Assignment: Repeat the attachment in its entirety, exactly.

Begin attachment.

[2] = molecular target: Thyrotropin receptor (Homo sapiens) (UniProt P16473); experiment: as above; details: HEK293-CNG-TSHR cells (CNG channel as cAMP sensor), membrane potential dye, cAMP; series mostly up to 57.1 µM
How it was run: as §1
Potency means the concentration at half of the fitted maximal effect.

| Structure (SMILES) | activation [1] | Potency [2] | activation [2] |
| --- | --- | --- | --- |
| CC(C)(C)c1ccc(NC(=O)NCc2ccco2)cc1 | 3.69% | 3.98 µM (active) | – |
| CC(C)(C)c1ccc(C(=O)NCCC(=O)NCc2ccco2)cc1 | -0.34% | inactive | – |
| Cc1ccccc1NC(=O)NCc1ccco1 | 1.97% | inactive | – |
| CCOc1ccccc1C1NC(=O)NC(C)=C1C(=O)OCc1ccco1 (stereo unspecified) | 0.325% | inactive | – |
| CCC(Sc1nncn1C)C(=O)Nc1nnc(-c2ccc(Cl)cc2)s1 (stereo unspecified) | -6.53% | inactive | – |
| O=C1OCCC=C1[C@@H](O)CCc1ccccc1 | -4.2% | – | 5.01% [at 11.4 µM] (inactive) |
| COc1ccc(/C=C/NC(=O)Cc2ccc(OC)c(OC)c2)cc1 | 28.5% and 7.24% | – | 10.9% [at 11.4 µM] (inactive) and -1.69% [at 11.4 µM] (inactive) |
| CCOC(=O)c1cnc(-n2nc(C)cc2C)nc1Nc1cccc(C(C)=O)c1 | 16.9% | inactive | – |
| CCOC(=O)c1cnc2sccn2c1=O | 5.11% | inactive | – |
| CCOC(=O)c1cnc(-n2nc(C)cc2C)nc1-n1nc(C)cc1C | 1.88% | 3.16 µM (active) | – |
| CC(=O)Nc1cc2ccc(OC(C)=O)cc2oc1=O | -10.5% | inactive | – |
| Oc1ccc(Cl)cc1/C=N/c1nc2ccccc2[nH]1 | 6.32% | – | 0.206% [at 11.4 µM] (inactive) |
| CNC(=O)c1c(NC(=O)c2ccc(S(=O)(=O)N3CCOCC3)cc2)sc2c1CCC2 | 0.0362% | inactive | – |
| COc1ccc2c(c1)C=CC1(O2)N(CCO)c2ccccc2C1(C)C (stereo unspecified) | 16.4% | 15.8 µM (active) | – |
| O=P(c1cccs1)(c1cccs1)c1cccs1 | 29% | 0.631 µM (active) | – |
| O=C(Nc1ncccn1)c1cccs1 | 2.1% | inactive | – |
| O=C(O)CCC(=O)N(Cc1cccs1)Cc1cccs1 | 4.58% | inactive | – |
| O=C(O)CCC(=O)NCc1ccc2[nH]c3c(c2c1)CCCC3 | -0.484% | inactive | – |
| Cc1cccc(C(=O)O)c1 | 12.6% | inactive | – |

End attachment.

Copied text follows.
[2] = molecular target: Thyrotropin receptor (Homo sapiens) (UniProt P16473); experiment: as above; details: HEK293-CNG-TSHR cells (CNG channel as cAMP sensor), membrane potential dye, cAMP; series mostly up to 57.1 µM
How it was run: as §1
Potency means the concentration at half of the fitted maximal effect.

| Structure (SMILES) | activation [1] | Potency [2] | activation [2] |
| --- | --- | --- | --- |
| CC(C)(C)c1ccc(NC(=O)NCc2ccco2)cc1 | 3.69% | 3.98 µM (active) | – |
| CC(C)(C)c1ccc(C(=O)NCCC(=O)NCc2ccco2)cc1 | -0.34% | inactive | – |
| Cc1ccccc1NC(=O)NCc1ccco1 | 1.97% | inactive | – |
| CCOc1ccccc1C1NC(=O)NC(C)=C1C(=O)OCc1ccco1 (stereo unspecified) | 0.325% | inactive | – |
| CCC(Sc1nncn1C)C(=O)Nc1nnc(-c2ccc(Cl)cc2)s1 (stereo unspecified) | -6.53% | inactive | – |
| O=C1OCCC=C1[C@@H](O)CCc1ccccc1 | -4.2% | – | 5.01% [at 11.4 µM] (inactive) |
| COc1ccc(/C=C/NC(=O)Cc2ccc(OC)c(OC)c2)cc1 | 28.5% and 7.24% | – | 10.9% [at 11.4 µM] (inactive) and -1.69% [at 11.4 µM] (inactive) |
| CCOC(=O)c1cnc(-n2nc(C)cc2C)nc1Nc1cccc(C(C)=O)c1 | 16.9% | inactive | – |
| CCOC(=O)c1cnc2sccn2c1=O | 5.11% | inactive | – |
| CCOC(=O)c1cnc(-n2nc(C)cc2C)nc1-n1nc(C)cc1C | 1.88% | 3.16 µM (active) | – |
| CC(=O)Nc1cc2ccc(OC(C)=O)cc2oc1=O | -10.5% | inactive | – |
| Oc1ccc(Cl)cc1/C=N/c1nc2ccccc2[nH]1 | 6.32% | – | 0.206% [at 11.4 µM] (inactive) |
| CNC(=O)c1c(NC(=O)c2ccc(S(=O)(=O)N3CCOCC3)cc2)sc2c1CCC2 | 0.0362% | inactive | – |
| COc1ccc2c(c1)C=CC1(O2)N(CCO)c2ccccc2C1(C)C (stereo unspecified) | 16.4% | 15.8 µM (active) | – |
| O=P(c1cccs1)(c1cccs1)c1cccs1 | 29% | 0.631 µM (active) | – |
| O=C(Nc1ncccn1)c1cccs1 | 2.1% | inactive | – |
| O=C(O)CCC(=O)N(Cc1cccs1)Cc1cccs1 | 4.58% | inactive | – |
| O=C(O)CCC(=O)NCc1ccc2[nH]c3c(c2c1)CCCC3 | -0.484% | inactive | – |
| Cc1cccc(C(=O)O)c1 | 12.6% | inactive | – |